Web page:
How does inflation affect my pension?

How does inflation affect my pension?

The UK is experiencing inflation rates at a 40-year high, resulting in a cost-of-living crisis that’s left millions of people struggling to pay the bills, and that’s putting it lightly.

The effects of this crisis are not only incredibly far-reaching, but they look set to stick around for a while.

For those of you wishing to look after your pensions, it’s important that you recognise the effects that high inflation can have on the value of your savings.

This way, it might become easier for you to make better financial decisions in the future, decisions that could help preserve your money, help it grow, and prevent shortfall, the term used to describe a pension that doesn’t perform as well as you expect it to.

What is Inflation?

Inflation is essentially when the price of goods and services rises, often leading to an overall decrease in purchasing power.

Currently, inflation is at such a high rate in the UK for a number of reasons, such as the war in Ukraine, stagnant wages, increasing fuel prices, the global decrease in raw materials, Brexit, and the monumental price hike in energy bills.

How Does it Erode Your Money?

Inflation can wear away your money over time, as ultimately, it means the number of goods you can buy with your wage today decreases in the future. Therefore, the value of your money decreases over time when experiencing periods of increased inflation.

In terms of your pension, this can provide a few unique challenges, the most prevalent of which is how your investments perform.

Your assets (provided your pension is invested in funds, like the majority of pensions), in turn, will need to work harder to keep up with the inflation rate. For example, if inflation grows by 10%, which it nearly has done in the UK, then your pension will need to grow by 10% simply to retain its current value.

It can be tempting to try and reduce your pension payments in order to keep up with your daily costs, but this should be avoided, if possible, provided you want to ensure you build the best pension pot possible.

This is because when markets rise again, you’ll have fewer shares, and fewer shares mean less value and a smaller final pension pot.

Investing in Pensions Can Be a Good Way to Combat Inflation

You could consider buying an inflation-linked annuity with your pension, but it’s worth noting that the stock market has often performed better than the interest rate. This means that it’s possible your pension will be able to weather the rising rate of inflation as long as it’s invested in the right place.

Plus, if you keep up with your contribution, your shares will continue to grow, and you’ll still benefit from tax breaks and compound benefits, making it a great way of growing your savings, hopefully even in times of high inflation.

Pension investments are a viable alternative to paying into a standard savings account when hedging against inflation. This is partly because a savings account lacks some of the key benefits a pension can provide such as tax relief, and they may not be able to offer a high enough interest rate to compete with inflation.

Before You Retire

It’s important to take inflation into consideration before you retire, as it could inform the amount of money that you’ll need to save to meet your goals in later life.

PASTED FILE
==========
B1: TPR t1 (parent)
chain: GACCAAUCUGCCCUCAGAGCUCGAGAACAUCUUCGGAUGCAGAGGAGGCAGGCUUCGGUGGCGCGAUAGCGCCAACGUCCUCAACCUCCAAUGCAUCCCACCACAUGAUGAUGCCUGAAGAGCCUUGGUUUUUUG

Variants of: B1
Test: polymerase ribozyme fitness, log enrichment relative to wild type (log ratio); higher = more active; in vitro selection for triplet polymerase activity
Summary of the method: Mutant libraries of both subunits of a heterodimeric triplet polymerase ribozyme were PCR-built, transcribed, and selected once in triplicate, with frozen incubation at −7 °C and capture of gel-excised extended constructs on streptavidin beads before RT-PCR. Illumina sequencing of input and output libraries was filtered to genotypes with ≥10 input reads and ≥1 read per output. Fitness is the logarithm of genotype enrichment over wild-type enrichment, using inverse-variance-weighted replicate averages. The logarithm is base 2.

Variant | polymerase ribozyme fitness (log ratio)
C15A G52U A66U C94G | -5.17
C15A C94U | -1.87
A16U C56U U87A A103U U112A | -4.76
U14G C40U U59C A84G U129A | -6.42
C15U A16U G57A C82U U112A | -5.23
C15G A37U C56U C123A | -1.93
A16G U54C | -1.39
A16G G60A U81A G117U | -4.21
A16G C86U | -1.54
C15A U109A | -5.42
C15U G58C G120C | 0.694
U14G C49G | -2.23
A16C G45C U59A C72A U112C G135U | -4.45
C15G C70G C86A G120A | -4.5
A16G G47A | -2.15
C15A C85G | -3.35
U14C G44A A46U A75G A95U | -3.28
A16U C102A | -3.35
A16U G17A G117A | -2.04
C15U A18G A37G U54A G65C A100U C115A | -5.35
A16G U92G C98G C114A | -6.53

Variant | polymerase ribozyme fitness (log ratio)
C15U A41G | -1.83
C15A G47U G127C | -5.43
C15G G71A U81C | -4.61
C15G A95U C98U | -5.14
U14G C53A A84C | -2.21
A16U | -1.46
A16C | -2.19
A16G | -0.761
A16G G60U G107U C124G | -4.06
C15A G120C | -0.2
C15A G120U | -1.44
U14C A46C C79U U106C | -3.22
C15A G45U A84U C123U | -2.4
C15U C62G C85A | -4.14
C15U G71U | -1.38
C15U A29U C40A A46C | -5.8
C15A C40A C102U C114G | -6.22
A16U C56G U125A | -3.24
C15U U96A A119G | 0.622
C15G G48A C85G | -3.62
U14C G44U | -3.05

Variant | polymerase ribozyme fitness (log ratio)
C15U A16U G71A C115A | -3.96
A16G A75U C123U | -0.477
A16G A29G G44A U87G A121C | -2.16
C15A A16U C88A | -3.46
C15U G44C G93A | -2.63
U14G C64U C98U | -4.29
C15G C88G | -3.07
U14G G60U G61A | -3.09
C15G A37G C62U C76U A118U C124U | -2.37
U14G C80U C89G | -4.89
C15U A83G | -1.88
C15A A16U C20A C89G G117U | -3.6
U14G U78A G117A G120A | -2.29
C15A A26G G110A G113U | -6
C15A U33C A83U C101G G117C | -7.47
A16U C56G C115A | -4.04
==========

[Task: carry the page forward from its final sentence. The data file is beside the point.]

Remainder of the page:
Inflation may hinder your ability to afford the kind of lifestyle you want. In this regard, it’s always important to consider when exactly you plan on retiring and how much money you’ll need to meet this timeframe.

iSIPP can Help

iSIPP can enable you to consolidate all your pension pots, making them easy to manage and giving you the choice of where and how to invest your savings.

It’s your money, and we can give you the services you need to manage it in a way that suits your needs perfectly.



Given the state of the UK’s inflation rates and the impact it is having on millions around the country, it is only natural that many have started to worry about their pensions and what high inflation might do to them. Hopefully, this article has helped you understand more about what inflation is and what it does to your money, as well as see how your pension can survive this tense time. Although things may be tough now it is likely to benefit you more in the long run if you continue to invest. Just make sure to consider the actual money you need in your retirement.




The content of this article is for general information purposes only and should not be construed as legal, financial or taxation advice. You should not rely on the information contained in this article as legal, financial or taxation advice. The content of this article is based on information currently available to us, and the current laws in force in the UK. The content does not take account of individual circumstances and may not reflect recent changes in the law since the date it was created. It is essential that detailed financial and tax advice should be sought in both jurisdictions and any legal advice, if required.

This notice cannot disclose all the risks associated with the products we make available to you. When making your own investment decisions it is important you understand that all investments can fall as well as rise in value and it is possible you may get back less than what you have paid in. You should also be satisfied that any investments you choose are suitable for you in the light of your circumstances and financial position. You should seek financial advice if you are not sure of what’s best for your situation.


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